Forget entertainment, theatre has carved a more important role as a source of escapism as 2016 hurtles to a turbulent end. At least that’s one of the reasons Benjamin Pollock’s Toyshop manager Simon Seddon can offer for why business is booming at the theatre inspired toy shop in Covent Garden, where others are have long closed their doors for good.
“People want to immerse themselves in this world, it’s almost like a lifestyle brand,” he says, nodding towards the hoards of customers flicking through the flat-packed toy theatres arranged around the cramped shop at the top of the marketplace. “And they need that escapism – we’re a necessity, we wouldn’t still be here if we weren’t.” Pollock’s specialises in traditional toy theatres – both original and reproductions – from around the world.
The range includes puppets, music boxes, books and games, as well as paper models, shadow boxes and dioramas designed exclusively for the shop by contemporary artists. The former offering is steeped in the shop’s history, which can be traced back to Hoxton in the 1850s. The original Benjamin Pollock made a living supplying theatrical sheets at a ‘penny plain and twopence coloured’ from his shop opposite the famous Britannia Theatre on Hoxton Street.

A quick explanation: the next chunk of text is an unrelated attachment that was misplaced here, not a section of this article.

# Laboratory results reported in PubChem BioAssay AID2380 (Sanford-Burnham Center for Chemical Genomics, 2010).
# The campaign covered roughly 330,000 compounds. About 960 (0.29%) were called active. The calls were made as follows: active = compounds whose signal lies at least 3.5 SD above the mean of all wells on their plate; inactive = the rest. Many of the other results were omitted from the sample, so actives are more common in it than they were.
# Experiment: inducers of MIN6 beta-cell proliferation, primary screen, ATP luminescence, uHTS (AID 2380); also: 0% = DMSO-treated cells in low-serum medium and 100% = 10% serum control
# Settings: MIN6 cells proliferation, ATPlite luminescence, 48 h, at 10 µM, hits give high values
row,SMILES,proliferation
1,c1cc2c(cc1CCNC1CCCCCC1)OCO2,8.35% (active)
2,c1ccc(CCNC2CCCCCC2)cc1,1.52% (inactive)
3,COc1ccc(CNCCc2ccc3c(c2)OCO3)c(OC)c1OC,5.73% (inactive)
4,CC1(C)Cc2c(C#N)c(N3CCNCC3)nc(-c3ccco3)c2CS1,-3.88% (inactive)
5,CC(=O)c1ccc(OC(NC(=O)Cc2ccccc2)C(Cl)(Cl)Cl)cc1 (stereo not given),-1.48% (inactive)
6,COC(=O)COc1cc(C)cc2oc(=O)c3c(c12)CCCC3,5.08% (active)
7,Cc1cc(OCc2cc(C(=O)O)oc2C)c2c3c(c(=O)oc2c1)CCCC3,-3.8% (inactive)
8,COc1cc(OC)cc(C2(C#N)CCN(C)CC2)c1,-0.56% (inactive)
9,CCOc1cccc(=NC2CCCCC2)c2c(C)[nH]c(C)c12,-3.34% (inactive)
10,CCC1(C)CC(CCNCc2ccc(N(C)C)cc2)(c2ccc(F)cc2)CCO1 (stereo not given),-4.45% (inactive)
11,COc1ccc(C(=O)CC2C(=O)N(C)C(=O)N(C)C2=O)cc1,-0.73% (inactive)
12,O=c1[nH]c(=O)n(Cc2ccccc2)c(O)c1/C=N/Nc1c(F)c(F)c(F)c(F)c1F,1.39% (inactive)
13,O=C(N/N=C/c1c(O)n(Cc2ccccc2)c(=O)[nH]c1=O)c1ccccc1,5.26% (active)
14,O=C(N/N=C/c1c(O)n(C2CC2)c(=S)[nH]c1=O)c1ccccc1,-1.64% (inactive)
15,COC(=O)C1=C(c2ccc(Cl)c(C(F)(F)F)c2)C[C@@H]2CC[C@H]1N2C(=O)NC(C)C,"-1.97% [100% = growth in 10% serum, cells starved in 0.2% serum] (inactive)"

Pollock died in 1937 but his name and theatrical association continued, in various formats, until Marguerite Fawdry (also the founder of Pollock’s Toy Museum in Fitzrovia) opened in Covent Garden in 1980.
Current owner Louise Heard says she “came with the shop” having worked for former owner and Coronation Street star Peter Baldwin for many years before taking the reins almost a decade ago. She says the business is slowly moving towards more in-house production with a small stable of contemporary artists who regularly contribute new product lines. Some of the range has been on display at Liberty, Fortnum Mason and the Royal Opera House.
Prices range from models and games at a few pounds each to £250 vintage model theatres handmade in France. Pollock’s bestseller is a Cinderella Pantomime Toy Theatre for a very reasonable £15.95. Louise says it is important that the product range and pricing reflects the diversity of the clientele – from tourists with cash to splash to kids who have found themselves with a bit of extra pocket money.
However there is one thing you won’t find in amongst Pollock’s stockroom. “We don’t stock Hatchimals,” Louise says. “I can’t tell you how many times a day the phone rings with that question.”
As more customers file through the door, it’s clear the omission of the small furry creatures on every kid’s wish list doesn’t seem to have hurt business during the busy festive season. “I think nostalgia and tradition is something people want at Christmas,” Louise says. “It’s that time of year.”
44 The Market, Covent Garden WC2E 8RF